Recent research by a Kansas State University geography graduate student determined there is extremely uneven distribution across the state of the essential health care resources, specifically, medical practitioners and health care facilities.
Residents of western or southeastern Kansas are on their own if they get sick in the middle of the night. And, the situation doesn't get better when the sun comes up. A rural resident is likely to drive three hours or more to reach the nearest medical facility. An urban resident likewise will travel hours to the nearest doctor or clinic, albeit by public transportation.
Debarchana "Debs" Ghosh is studying with K-State geography professor Bimal Paul, who is very interested in health-related issues. Using a variety of statistical and geographic tools, she analyzed county-level health care availability data for all 105 Kansas counties in order to derive a health care resource distribution pattern for the state. She presented a poster of the findings for Kansas state legislators in March at the second Graduate Student Research Summit in Topeka.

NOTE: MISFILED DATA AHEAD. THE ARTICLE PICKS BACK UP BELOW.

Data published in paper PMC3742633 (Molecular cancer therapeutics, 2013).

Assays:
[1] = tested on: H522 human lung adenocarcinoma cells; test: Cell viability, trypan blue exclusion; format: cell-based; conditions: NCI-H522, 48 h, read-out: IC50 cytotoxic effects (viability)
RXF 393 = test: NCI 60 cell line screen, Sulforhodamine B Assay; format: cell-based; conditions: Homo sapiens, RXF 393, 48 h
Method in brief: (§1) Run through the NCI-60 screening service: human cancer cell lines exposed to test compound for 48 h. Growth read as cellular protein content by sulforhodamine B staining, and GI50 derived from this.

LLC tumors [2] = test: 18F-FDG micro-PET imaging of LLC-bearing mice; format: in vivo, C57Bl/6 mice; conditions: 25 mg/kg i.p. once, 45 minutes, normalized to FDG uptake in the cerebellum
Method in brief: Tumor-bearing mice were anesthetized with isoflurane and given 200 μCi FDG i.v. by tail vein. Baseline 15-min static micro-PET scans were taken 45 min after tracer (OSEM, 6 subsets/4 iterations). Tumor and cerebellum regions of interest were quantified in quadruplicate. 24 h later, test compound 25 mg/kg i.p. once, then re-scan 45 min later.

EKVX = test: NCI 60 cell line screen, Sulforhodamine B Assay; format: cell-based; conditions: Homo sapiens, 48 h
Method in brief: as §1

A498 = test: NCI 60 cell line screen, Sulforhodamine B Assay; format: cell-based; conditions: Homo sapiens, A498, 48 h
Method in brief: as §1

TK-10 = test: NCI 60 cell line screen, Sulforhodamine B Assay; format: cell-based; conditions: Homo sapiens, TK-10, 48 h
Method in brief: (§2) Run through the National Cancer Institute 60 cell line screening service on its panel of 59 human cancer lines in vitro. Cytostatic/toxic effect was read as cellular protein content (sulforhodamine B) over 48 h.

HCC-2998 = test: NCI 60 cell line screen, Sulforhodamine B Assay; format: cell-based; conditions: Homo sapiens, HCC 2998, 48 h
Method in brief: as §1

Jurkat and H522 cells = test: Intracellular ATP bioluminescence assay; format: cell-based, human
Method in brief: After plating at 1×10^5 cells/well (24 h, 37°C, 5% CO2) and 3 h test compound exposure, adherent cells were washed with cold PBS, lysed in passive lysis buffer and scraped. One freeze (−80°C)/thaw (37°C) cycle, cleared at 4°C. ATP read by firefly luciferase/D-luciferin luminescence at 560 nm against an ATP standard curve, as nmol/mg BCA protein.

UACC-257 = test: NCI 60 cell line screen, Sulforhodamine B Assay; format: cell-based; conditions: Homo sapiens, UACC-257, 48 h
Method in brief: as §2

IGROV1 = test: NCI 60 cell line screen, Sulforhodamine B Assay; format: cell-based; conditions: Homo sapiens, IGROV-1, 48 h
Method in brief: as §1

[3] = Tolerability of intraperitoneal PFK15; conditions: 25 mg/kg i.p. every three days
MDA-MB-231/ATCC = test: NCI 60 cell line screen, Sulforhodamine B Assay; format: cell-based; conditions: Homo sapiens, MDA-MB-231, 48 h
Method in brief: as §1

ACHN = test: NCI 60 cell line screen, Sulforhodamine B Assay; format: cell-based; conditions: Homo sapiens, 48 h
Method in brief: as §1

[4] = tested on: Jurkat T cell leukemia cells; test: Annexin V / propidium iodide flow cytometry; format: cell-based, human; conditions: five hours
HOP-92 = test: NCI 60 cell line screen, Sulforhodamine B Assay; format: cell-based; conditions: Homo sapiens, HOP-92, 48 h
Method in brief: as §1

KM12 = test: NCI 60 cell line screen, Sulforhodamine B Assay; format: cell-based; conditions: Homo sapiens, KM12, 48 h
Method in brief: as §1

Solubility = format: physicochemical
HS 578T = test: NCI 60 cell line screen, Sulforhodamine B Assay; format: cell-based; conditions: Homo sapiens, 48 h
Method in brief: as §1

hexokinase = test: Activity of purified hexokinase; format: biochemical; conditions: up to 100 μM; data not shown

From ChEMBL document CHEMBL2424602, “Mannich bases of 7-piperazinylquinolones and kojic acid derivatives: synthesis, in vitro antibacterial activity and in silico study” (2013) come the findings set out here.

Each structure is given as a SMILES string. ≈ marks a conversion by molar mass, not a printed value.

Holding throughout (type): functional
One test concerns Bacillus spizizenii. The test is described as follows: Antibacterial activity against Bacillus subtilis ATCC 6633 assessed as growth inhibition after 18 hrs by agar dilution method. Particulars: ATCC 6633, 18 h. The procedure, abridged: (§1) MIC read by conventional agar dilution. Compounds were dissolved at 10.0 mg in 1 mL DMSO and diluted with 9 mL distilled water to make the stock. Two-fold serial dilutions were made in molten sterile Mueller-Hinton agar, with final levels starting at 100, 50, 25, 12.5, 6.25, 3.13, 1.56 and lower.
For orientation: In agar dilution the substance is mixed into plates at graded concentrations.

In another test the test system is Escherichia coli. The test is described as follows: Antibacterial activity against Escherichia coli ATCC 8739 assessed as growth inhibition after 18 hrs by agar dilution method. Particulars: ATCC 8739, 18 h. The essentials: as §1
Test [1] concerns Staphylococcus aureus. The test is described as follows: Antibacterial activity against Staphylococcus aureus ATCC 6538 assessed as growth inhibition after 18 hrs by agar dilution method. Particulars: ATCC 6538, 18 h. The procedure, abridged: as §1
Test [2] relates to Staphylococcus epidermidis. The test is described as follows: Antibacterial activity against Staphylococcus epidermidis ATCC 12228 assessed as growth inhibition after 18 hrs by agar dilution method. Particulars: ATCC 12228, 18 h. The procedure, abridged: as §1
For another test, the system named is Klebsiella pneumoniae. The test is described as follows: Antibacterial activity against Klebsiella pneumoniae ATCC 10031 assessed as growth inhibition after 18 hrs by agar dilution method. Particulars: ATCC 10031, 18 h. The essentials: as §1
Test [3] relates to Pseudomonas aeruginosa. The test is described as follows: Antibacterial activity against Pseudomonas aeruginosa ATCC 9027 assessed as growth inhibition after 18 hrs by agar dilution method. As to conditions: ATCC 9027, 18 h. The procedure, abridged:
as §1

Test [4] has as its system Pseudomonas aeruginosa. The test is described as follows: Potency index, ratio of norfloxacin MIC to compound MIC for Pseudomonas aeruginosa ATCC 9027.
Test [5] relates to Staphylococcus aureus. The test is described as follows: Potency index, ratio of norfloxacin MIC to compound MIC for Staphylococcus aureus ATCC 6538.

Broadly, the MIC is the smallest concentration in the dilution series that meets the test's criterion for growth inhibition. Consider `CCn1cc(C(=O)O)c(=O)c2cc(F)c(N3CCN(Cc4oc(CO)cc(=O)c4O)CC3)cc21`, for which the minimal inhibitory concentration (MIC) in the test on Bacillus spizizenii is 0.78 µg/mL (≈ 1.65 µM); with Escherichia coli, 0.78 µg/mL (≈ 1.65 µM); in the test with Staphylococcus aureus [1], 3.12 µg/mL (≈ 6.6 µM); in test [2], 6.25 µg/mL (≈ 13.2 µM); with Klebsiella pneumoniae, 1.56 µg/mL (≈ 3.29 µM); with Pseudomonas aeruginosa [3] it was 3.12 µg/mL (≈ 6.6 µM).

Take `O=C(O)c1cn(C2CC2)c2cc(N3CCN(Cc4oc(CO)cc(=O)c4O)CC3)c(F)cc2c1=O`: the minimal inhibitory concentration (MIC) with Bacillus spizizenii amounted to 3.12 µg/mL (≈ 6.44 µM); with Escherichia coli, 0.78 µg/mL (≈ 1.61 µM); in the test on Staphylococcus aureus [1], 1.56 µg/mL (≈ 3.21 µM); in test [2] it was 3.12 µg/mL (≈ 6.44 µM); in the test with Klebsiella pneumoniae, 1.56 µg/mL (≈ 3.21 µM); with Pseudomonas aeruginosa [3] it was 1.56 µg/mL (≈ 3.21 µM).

Ghosh was able to designate "health care resource regions" for the state on the basis of the spatial variation of health resources. She correlated resource availability with population density, distribution of the elderly population in the state, and income and other economic variables.
According to her analysis, three counties -- Sedgwick, Shawnee and Johnson -- are what Ghosh calls "very high health care resource regions." There's a positive correlation between population density, income and health care resource availability.